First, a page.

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Crude Rises as Iran Stays Defiant

Crude for July delivery moves above $72 a barrel.

Updated from 2:12 p.m. EDT

Crude prices rebounded Friday after Iran said it won't halt plans to begin uranium enrichment, defying U.S. and European demands, and production dropped in Nigeria.

Light, sweet crude rose $1.99 to close at a three-week high of $72.33 a barrel. The rally in oil prices and a refinery fire propped up prices of gasoline by 7 cents to $2.19 a gallon. Heating oil added 4 cents to $2.01 a gallon.

"Iran is determined to go ahead with its nuclear enrichment work for peaceful purposes," the deputy head of Iran's Atomic Energy Organization Mohammad Saeedi said, according to



Members of the U.N. Security Council and Germany put together a package of incentives late Thursday to persuade Iran to drop uranium enrichment. The content of the proposal was unknown, but it is expected to be presented to Iran in next few days. There are reports the proposal allows Iran to build a light-water nuclear reactor and includes trade deals.

Secretary of State Condoleezza Rice said Friday that Iran had to respond within weeks or face penalties. If Iran accepts the package, it would avert the threat of economic sanctions and potential military strikes.

The markets are worried Iran may retaliate with lower crude exports in the event of any U.N.-led actions against it. As the world's fourth-largest oil producer, any cuts in supply could quickly drive up prices. But many analysts discount any moves to punish Iran because the world is too dependent on its crude.

Crude has risen and fallen on negotiations with Iran, production losses in Nigeria, booming demand in China and India, and Venezuela's moves to renationalize its oil industry. Soaring demand for crude has slimmed already tight supplies and kept margins low. The world consumes 85 million barrels of oil per day, but there are only 2 million barrels of spare capacity, much of it from Saudi Arabia.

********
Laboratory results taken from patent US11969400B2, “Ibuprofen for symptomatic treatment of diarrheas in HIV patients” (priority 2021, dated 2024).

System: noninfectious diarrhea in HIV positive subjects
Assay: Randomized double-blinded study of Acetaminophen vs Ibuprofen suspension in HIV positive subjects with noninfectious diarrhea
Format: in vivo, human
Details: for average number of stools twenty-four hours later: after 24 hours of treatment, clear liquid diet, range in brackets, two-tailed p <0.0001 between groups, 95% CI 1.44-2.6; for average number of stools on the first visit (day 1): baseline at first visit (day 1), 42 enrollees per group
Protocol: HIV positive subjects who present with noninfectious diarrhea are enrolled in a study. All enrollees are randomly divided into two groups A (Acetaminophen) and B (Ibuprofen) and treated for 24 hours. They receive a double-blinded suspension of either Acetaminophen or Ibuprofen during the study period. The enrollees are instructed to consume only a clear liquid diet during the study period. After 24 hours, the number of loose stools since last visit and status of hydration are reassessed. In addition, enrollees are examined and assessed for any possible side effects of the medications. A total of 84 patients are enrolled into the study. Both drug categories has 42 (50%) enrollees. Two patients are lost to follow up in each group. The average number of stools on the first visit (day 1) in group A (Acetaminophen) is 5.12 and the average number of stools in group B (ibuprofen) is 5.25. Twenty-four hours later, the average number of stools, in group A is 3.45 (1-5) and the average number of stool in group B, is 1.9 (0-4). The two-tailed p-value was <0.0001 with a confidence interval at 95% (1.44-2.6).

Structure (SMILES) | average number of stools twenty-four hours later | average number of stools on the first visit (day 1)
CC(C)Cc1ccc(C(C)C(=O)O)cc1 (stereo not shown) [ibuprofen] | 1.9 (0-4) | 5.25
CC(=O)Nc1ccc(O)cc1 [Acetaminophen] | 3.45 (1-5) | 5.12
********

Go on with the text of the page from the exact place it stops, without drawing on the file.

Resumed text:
In Nigeria, a pipeline leak and the kidnapping of a work crew were lending support to rising crude prices. Production in Africa's largest crude exporter has been cut by 500,000 barrels a day this year thanks to rebel attacks on Nigeria's pipelines, platforms and rigs. Nigeria has become increasingly important to the U.S. as it tries to reduce its dependence on Middle Eastern crude.

Royal Dutch Shell


reported a pipeline leak of 50,000 barrels Friday, but officials were unsure whether the leak was caused by rebels or not.

Unknown gunmen kidnapped eight foreign oil workers from an offshore rig operated by the Norwegian company Fred Olsen Energy. Although much of Nigeria's crude is pumped onshore and in shallow waters, some companies have focused on deeper waters to stave off rebel attacks. That move has now been put in jeopardy.

Gasoline prices were rising on increased demand and refinery problems.

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On Thursday, the Energy Department said demand for gasoline rose nearly 1% over the past few weeks. Traders have been concerned high gasoline prices would crimp demand during the peak summer driving season, which began on Monday.

Natural gas prices climbed 18 cents to settle at a three-week high of $6.62 per million British thermal units. Warmer weather has propped up the contract in recent days as demand for air conditioning increases. Utilities use natural gas to generate the electricity used to cool and warm homes.

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